The lacerating Andean peak of San Cristóbal rises to 860m (2,820 ft.) and affords unrivalled views of the city (on a clear day), rendering this attraction one of the best in the city. To get here, head to the Plaza Caupolican at the end of Calle Pío Nono, where you'll encounter a 1925 funicular (not for the faint of heart) that lifts visitors up to a lookout point watched over by a 22m-high (72-ft.) statue of the Virgen de la Inmaculada Concepción. If you prefer a challenge, the rewarding ascent on foot takes about 90 minutes. Along the way, the funicular stops at the disappointing Jardín Zoológico. Below the statue is the Tupahue teleférico (cable car) that connects the two sections of the park -- Cumbre and Tupahue, both of which are accessed by car, cable car, funicular, or on foot. The teleférico is a lot of fun, especially for kids, but it can be sweltering in the summer heat.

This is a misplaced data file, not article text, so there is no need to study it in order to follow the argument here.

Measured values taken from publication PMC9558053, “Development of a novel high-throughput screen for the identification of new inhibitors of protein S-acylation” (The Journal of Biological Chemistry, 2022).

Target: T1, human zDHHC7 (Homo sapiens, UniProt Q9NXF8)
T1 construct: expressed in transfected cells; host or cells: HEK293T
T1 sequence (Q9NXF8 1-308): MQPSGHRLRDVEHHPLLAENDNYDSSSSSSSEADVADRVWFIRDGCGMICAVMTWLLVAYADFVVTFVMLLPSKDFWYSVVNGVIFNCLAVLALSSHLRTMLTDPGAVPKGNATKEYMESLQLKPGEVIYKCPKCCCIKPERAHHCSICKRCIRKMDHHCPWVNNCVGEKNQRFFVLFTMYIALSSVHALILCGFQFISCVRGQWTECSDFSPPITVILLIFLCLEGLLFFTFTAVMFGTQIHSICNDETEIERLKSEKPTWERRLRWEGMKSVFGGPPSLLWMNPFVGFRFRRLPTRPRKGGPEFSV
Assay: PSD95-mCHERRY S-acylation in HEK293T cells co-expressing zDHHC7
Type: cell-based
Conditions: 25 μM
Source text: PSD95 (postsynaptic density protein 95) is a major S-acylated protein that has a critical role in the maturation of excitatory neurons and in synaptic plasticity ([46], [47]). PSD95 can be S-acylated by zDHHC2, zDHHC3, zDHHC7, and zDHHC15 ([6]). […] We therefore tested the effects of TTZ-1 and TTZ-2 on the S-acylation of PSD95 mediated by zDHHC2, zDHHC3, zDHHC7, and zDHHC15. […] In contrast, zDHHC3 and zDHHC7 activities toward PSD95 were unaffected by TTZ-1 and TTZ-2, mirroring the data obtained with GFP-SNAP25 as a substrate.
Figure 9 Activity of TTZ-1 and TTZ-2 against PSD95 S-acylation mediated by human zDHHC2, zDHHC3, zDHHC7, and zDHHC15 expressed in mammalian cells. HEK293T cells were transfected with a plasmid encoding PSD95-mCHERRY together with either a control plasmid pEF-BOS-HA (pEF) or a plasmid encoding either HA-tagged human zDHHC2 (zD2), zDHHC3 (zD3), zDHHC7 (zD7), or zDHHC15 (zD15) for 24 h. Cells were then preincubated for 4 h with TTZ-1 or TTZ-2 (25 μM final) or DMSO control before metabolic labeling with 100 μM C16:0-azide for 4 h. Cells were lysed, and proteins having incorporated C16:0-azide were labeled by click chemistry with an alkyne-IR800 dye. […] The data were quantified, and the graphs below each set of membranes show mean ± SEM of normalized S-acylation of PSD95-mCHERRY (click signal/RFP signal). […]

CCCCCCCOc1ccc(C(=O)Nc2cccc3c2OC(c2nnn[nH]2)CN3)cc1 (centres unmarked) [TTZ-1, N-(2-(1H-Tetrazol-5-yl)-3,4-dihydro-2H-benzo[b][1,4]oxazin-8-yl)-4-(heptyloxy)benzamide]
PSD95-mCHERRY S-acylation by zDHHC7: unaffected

At Tupahue, which means "place of God" in the native Mapuche language, you'll find the Piscina Tupahue and Piscina Antilén. A far cry from your run-of-the-mill YMCA pools, these beautifully landscaped and meticulously maintained pools are an ideal place to cool off on a hot summer day and watch the Santiaguinos at play. In the case of Piscina Antilén, which sits atop the peak of Cerro Chacarillas, you can take in panoramic views of the city while you swim. You'll need a cab to Antilén, or you can walk northeast past the Camino Real to get here, about a 10-minute walk. From Tupahue, you can either head back on the tram to Cumbre and the funicular or take the Valdivia teleférico down, which will drop you off at the end of Avenida Pedro de Valdivia. It's about an 8-block walk down to Avenida Providencia. It's possible to take a taxi up Cerro San Cristóbal, but you'll need to pay the park entrance fee as well as the fare.